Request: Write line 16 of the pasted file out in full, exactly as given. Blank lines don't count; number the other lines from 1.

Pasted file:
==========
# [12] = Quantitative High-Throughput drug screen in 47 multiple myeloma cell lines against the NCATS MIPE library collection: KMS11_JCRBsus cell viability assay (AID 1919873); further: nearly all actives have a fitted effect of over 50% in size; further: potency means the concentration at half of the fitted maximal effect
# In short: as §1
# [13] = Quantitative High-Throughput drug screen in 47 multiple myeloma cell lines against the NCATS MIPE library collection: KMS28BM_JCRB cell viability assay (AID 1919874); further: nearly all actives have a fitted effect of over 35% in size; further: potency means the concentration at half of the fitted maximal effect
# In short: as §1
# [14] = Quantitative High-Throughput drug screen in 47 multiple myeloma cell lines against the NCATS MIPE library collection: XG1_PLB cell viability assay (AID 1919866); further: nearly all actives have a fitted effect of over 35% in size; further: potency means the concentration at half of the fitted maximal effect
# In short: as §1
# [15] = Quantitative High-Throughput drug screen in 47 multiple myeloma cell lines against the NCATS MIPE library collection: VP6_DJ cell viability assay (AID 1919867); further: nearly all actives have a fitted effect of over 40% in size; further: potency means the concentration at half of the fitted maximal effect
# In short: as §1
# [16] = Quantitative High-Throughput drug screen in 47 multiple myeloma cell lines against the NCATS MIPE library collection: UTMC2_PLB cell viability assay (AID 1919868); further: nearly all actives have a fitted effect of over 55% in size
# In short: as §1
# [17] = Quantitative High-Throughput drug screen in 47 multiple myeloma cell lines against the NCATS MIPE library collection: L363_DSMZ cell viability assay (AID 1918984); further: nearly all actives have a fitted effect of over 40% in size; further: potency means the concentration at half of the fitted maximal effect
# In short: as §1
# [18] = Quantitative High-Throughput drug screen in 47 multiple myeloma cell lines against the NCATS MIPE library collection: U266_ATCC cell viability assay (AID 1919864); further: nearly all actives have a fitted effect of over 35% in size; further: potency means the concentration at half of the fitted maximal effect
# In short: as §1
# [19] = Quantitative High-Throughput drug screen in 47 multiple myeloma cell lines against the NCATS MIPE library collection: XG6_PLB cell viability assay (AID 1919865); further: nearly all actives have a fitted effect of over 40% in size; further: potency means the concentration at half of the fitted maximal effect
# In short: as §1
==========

# In short: as §1